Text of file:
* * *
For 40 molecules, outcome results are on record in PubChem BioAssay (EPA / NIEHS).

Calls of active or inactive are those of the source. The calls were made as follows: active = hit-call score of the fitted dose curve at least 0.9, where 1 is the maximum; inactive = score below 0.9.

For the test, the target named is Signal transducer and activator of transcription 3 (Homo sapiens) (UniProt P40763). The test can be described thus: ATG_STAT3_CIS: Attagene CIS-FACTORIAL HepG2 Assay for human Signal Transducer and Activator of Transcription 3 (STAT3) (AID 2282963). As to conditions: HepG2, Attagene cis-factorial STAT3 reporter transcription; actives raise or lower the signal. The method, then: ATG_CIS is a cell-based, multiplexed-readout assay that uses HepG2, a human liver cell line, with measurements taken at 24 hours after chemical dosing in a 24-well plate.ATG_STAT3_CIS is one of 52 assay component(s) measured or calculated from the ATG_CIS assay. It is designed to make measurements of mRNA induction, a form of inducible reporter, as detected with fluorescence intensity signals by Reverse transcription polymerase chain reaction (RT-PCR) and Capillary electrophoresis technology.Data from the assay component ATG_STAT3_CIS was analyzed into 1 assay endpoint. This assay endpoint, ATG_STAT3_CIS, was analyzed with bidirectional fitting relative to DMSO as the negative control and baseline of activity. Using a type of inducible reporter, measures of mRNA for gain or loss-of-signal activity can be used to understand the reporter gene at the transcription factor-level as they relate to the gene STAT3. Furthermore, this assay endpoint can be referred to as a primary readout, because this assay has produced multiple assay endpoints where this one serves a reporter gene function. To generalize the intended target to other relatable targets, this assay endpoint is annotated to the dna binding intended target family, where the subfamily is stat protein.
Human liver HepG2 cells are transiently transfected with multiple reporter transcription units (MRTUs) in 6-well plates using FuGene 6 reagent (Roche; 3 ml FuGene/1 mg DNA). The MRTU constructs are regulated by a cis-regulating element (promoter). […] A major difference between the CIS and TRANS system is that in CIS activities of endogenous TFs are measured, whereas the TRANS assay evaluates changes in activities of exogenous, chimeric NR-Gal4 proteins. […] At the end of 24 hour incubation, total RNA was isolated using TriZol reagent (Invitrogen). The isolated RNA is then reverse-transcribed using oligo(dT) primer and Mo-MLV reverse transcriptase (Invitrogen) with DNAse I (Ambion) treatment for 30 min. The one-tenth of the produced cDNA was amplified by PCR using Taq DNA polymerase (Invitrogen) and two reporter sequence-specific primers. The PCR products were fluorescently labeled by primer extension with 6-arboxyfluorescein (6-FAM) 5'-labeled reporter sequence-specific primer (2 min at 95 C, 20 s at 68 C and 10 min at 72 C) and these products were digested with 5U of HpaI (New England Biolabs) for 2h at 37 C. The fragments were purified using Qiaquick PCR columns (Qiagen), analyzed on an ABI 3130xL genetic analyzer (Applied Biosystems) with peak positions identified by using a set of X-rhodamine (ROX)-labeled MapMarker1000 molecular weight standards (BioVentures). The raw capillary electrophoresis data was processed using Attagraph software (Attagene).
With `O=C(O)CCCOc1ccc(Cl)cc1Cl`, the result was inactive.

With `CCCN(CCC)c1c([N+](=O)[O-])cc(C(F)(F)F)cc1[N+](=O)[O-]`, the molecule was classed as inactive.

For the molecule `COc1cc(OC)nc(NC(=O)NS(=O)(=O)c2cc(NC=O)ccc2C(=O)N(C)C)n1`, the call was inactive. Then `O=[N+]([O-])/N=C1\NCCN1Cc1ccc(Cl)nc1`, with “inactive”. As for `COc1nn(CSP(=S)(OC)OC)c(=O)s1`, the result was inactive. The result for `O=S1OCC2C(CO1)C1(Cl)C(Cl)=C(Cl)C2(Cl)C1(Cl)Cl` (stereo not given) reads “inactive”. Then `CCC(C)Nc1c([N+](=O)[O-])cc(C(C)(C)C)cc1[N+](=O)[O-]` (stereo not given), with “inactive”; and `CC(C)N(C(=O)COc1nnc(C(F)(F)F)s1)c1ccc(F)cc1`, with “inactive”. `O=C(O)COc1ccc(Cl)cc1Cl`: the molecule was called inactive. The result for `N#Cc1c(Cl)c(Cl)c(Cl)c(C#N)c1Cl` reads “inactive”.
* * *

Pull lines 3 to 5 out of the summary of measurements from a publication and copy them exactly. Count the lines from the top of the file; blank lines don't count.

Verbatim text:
For the test, the target named is Signal transducer and activator of transcription 3 (Homo sapiens) (UniProt P40763). The test can be described thus: ATG_STAT3_CIS: Attagene CIS-FACTORIAL HepG2 Assay for human Signal Transducer and Activator of Transcription 3 (STAT3) (AID 2282963). As to conditions: HepG2, Attagene cis-factorial STAT3 reporter transcription; actives raise or lower the signal. The method, then: ATG_CIS is a cell-based, multiplexed-readout assay that uses HepG2, a human liver cell line, with measurements taken at 24 hours after chemical dosing in a 24-well plate.ATG_STAT3_CIS is one of 52 assay component(s) measured or calculated from the ATG_CIS assay. It is designed to make measurements of mRNA induction, a form of inducible reporter, as detected with fluorescence intensity signals by Reverse transcription polymerase chain reaction (RT-PCR) and Capillary electrophoresis technology.Data from the assay component ATG_STAT3_CIS was analyzed into 1 assay endpoint. This assay endpoint, ATG_STAT3_CIS, was analyzed with bidirectional fitting relative to DMSO as the negative control and baseline of activity. Using a type of inducible reporter, measures of mRNA for gain or loss-of-signal activity can be used to understand the reporter gene at the transcription factor-level as they relate to the gene STAT3. Furthermore, this assay endpoint can be referred to as a primary readout, because this assay has produced multiple assay endpoints where this one serves a reporter gene function. To generalize the intended target to other relatable targets, this assay endpoint is annotated to the dna binding intended target family, where the subfamily is stat protein.
Human liver HepG2 cells are transiently transfected with multiple reporter transcription units (MRTUs) in 6-well plates using FuGene 6 reagent (Roche; 3 ml FuGene/1 mg DNA). The MRTU constructs are regulated by a cis-regulating element (promoter). […] A major difference between the CIS and TRANS system is that in CIS activities of endogenous TFs are measured, whereas the TRANS assay evaluates changes in activities of exogenous, chimeric NR-Gal4 proteins. […] At the end of 24 hour incubation, total RNA was isolated using TriZol reagent (Invitrogen). The isolated RNA is then reverse-transcribed using oligo(dT) primer and Mo-MLV reverse transcriptase (Invitrogen) with DNAse I (Ambion) treatment for 30 min. The one-tenth of the produced cDNA was amplified by PCR using Taq DNA polymerase (Invitrogen) and two reporter sequence-specific primers. The PCR products were fluorescently labeled by primer extension with 6-arboxyfluorescein (6-FAM) 5'-labeled reporter sequence-specific primer (2 min at 95 C, 20 s at 68 C and 10 min at 72 C) and these products were digested with 5U of HpaI (New England Biolabs) for 2h at 37 C. The fragments were purified using Qiaquick PCR columns (Qiagen), analyzed on an ABI 3130xL genetic analyzer (Applied Biosystems) with peak positions identified by using a set of X-rhodamine (ROX)-labeled MapMarker1000 molecular weight standards (BioVentures). The raw capillary electrophoresis data was processed using Attagraph software (Attagene).
With `O=C(O)CCCOc1ccc(Cl)cc1Cl`, the result was inactive.